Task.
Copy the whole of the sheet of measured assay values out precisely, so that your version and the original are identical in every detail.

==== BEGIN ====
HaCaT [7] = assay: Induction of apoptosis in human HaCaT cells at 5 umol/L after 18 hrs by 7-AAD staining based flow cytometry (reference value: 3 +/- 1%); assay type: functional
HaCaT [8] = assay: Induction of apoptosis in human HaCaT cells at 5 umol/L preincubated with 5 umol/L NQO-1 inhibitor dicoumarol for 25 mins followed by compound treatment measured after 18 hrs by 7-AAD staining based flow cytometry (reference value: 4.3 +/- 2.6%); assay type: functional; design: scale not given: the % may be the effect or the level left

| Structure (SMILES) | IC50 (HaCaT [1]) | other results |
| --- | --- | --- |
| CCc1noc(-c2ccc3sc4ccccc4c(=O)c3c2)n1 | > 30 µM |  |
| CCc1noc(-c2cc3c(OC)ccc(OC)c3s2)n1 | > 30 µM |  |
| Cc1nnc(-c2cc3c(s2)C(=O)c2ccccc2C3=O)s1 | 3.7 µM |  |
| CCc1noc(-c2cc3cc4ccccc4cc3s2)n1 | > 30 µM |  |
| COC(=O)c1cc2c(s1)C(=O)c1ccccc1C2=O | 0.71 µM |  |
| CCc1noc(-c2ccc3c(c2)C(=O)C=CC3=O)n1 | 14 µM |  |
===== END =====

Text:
HaCaT [7] = assay: Induction of apoptosis in human HaCaT cells at 5 umol/L after 18 hrs by 7-AAD staining based flow cytometry (reference value: 3 +/- 1%); assay type: functional
HaCaT [8] = assay: Induction of apoptosis in human HaCaT cells at 5 umol/L preincubated with 5 umol/L NQO-1 inhibitor dicoumarol for 25 mins followed by compound treatment measured after 18 hrs by 7-AAD staining based flow cytometry (reference value: 4.3 +/- 2.6%); assay type: functional; design: scale not given: the % may be the effect or the level left

| Structure (SMILES) | IC50 (HaCaT [1]) | other results |
| --- | --- | --- |
| CCc1noc(-c2ccc3sc4ccccc4c(=O)c3c2)n1 | > 30 µM |  |
| CCc1noc(-c2cc3c(OC)ccc(OC)c3s2)n1 | > 30 µM |  |
| Cc1nnc(-c2cc3c(s2)C(=O)c2ccccc2C3=O)s1 | 3.7 µM |  |
| CCc1noc(-c2cc3cc4ccccc4cc3s2)n1 | > 30 µM |  |
| COC(=O)c1cc2c(s1)C(=O)c1ccccc1C2=O | 0.71 µM |  |
| CCc1noc(-c2ccc3c(c2)C(=O)C=CC3=O)n1 | 14 µM |  |